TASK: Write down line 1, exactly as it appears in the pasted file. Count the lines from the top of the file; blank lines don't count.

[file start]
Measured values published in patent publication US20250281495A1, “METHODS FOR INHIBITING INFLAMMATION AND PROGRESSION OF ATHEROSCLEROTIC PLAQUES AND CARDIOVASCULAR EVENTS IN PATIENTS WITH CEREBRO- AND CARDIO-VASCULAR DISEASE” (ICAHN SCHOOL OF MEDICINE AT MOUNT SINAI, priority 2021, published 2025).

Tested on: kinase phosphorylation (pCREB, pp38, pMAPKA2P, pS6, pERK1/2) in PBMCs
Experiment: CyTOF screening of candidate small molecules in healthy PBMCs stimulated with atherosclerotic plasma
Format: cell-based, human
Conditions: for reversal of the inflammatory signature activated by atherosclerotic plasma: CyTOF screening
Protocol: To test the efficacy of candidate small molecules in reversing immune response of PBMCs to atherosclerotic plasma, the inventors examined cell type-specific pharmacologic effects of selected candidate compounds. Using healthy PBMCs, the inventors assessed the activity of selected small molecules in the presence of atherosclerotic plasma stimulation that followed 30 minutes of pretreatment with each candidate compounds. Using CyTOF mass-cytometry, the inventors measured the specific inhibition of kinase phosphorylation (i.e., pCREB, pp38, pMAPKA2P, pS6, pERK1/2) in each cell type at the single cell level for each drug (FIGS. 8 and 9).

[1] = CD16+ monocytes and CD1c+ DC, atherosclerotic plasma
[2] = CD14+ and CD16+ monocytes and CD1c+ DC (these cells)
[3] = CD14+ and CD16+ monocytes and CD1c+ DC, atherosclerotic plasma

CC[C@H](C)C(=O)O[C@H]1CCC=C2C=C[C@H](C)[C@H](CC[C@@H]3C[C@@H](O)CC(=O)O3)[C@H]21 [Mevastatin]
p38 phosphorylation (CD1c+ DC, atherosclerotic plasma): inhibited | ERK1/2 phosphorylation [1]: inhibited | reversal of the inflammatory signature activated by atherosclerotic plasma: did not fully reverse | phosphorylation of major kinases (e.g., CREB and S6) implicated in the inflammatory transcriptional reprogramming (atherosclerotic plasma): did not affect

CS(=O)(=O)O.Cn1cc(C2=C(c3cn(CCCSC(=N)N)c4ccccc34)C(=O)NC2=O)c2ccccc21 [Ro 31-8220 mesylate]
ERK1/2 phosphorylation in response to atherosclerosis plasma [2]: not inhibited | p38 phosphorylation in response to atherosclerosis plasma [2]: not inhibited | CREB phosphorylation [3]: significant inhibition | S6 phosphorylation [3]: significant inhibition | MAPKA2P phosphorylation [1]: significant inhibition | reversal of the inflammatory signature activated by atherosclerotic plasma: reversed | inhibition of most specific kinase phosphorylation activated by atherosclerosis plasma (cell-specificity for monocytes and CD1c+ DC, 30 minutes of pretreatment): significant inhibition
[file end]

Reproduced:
Measured values published in patent publication US20250281495A1, “METHODS FOR INHIBITING INFLAMMATION AND PROGRESSION OF ATHEROSCLEROTIC PLAQUES AND CARDIOVASCULAR EVENTS IN PATIENTS WITH CEREBRO- AND CARDIO-VASCULAR DISEASE” (ICAHN SCHOOL OF MEDICINE AT MOUNT SINAI, priority 2021, published 2025).